3.3 Progressive polynomial calibration method ........... 76 3.3.1 One-dimensional functions .......................................... 77 3.3.2 Two-dimensional functions ......................................... 84 3.3.3 Multi-dimensional functions ....................................... 88

    3.4 Conclusion ............................................................. 89 References ........................................................................... 90

    4 Calibration using Analog Signal Processing 93 4.1 Introduction ............................................................ 93 4.2 Conventional sensor calibration ............................. 94

    4.2.1 Resistor trimming ........................................................ 94 4.2.2 Programmable resistor-arrays ...................................... 96

    4.3 Analog calibration circuits ..................................... 96 4.3.1 Classical offset and full-scale calibration .................... 98 4.3.2 Classical cross-sensitivity calibration .......................... 99 4.3.3 Improved analog calibration circuit... ........................ 102

    4.4 Classical pulse-modulated calibration .................. 104 4.5 Analog implementation of a polynomial

    calibration . . . . . . . . . . . . . . . . . . . . . . . .. 106 4.5.1 System configuration ................................................. 106 4.5.2 Analog current multiplier .......................................... 108 4.5.3 Programmable current divider DAC ......................... 111 4.5.4 VI-converters and IV-converters ............................... 113 4.5.5 System implementation ............................................. 116 4.5.6 System operation ....................................................... 117 4.5.7 Realization ................................................................. 121

    4.6 Conclusion ............................................................ 124 References ................ o .... o .......... o .... o o .. o .. o ....................... o .... 126

    INTEGRATED SMART SENSORS: Design and Calibration Vll

  • Table of Contents

    5 Calibration using Sigma-Delta Analog-to-Digital Conversion 127 5.1 Introduction ........................................................... 127 5.2 Sigma-delta AD-converters .................................. 128

    5.2.1 Principle of oversampling ......................................... 129 5.2.2 Principle of noise shaping ............. ........... ............. .... 130 5.2.3 Principle of decimation ............................................. 136 5.2.4 Transfer from analog input to digital output ............. 139

    5.3 Alteration of the sigma-delta transfer ................... 140 5.3.1 Digital sigma-delta bitstream generator .................... 140 5.3.2 Modulating the input signal for gain calibration ....... 143 5.3.3 Modulating an additional signal for offset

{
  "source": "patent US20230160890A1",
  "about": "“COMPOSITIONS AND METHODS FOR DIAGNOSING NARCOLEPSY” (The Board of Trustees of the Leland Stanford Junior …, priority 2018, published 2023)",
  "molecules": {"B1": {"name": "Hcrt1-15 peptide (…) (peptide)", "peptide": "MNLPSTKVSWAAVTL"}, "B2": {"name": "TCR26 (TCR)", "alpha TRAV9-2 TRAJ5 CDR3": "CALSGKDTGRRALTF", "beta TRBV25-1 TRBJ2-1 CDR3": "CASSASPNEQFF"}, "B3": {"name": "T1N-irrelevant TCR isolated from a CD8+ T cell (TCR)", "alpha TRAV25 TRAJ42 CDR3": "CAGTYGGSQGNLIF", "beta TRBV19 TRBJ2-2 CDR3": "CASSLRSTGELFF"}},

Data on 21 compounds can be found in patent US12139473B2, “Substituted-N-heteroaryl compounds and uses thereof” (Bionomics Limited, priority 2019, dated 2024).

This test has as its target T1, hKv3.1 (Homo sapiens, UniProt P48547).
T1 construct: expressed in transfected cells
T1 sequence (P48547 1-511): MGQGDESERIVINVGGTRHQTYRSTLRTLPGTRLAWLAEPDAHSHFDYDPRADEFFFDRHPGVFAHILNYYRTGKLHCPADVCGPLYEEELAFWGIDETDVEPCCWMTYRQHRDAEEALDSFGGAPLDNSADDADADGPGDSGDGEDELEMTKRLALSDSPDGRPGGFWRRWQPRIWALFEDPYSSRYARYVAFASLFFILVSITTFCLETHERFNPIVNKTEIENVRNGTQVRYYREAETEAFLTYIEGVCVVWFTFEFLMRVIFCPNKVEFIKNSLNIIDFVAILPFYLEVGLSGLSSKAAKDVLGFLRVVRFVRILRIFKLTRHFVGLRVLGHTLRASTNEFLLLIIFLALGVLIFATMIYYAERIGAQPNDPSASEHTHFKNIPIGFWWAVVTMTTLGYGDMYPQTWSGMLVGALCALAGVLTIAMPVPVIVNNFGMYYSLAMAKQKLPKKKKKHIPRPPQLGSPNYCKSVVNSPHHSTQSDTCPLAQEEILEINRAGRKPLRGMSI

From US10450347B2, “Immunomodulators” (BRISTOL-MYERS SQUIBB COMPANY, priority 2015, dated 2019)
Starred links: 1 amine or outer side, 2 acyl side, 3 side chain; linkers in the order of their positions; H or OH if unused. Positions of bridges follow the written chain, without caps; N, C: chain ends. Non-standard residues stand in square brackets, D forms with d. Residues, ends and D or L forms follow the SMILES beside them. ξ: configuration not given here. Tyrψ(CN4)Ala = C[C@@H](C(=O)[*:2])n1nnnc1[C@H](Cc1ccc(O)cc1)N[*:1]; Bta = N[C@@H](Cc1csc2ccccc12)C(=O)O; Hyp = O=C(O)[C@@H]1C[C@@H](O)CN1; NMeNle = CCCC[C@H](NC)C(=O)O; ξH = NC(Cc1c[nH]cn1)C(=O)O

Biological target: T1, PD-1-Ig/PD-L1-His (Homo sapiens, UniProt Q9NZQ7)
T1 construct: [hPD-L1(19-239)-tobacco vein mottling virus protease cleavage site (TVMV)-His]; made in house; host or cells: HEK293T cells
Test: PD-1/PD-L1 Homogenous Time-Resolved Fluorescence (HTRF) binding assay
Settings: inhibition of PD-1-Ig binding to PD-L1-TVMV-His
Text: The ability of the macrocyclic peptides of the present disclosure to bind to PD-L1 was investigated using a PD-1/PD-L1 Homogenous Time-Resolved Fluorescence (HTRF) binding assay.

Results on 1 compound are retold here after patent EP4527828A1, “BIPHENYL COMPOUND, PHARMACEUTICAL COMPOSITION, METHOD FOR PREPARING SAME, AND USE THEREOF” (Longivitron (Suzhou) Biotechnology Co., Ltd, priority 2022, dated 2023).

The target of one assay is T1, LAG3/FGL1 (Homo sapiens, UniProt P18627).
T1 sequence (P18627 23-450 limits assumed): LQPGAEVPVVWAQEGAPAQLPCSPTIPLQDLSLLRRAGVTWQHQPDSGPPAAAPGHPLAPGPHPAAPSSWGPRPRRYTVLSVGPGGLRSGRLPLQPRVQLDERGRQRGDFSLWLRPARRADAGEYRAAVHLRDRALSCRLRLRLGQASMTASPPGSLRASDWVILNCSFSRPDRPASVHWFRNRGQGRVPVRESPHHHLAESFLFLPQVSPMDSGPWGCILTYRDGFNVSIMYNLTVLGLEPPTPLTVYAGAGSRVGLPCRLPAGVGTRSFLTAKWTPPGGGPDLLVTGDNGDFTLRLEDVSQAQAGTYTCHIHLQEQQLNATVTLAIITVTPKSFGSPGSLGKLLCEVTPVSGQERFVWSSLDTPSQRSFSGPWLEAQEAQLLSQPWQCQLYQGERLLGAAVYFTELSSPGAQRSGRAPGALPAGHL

calibration . . . . . . . . . . . . . . . . . . . . . . . . . . . 147 5.3.4 Sigma-delta calibration configurations ..................... 148

    5.4 Implementation of the sigma-delta AD-converter 152 5.4.1 Differential integrator amplifier ................................ 153 5.4.2 Clocked comparator .................................................. 155 5.4.3 Sigma-delta converter ............................................... 157 5.4.4 Digital decimation filter implementation .................. 159

    5.5 Smart temperature sensor realizations .................. 160 5.5.1 Smart temperature sensor with calibration and IS2 bus in-

    terface ............................................... ......................... 161 5.5.2 Temperature sensor with linearity calibration ........... 165

    5.6 Conclusion ............................................................ 168 References... .... ........ ...... ..... ....... ...... ..... ....... ........... ........... 169

    viii INTEGRATED SMART SENSORS: Design and Calibration

  • 6 Calibration using Digital Signal Processing

    Table of Contents

    173

    6.1 Introduction ........................................................... 173 6.2 Hardware implementation ..................................... 174 6.3 Software implementation ...................................... 178

    6.3.1 Sensor system configuration ...................................... 178 6.3.2 Calibration algorithm ................................................. 179 6.3.3 Calibration program ................................................... 189 6.3.4 Future work ............................................................... 191

    6.4 Conclusion ............................................................ 191 References ......................................................................... 192

    7 Summary and Conclusions Index

    INTEGRATED SMART SENSORS: Design and Calibration

    193

    199

    IX

  • Introduction 1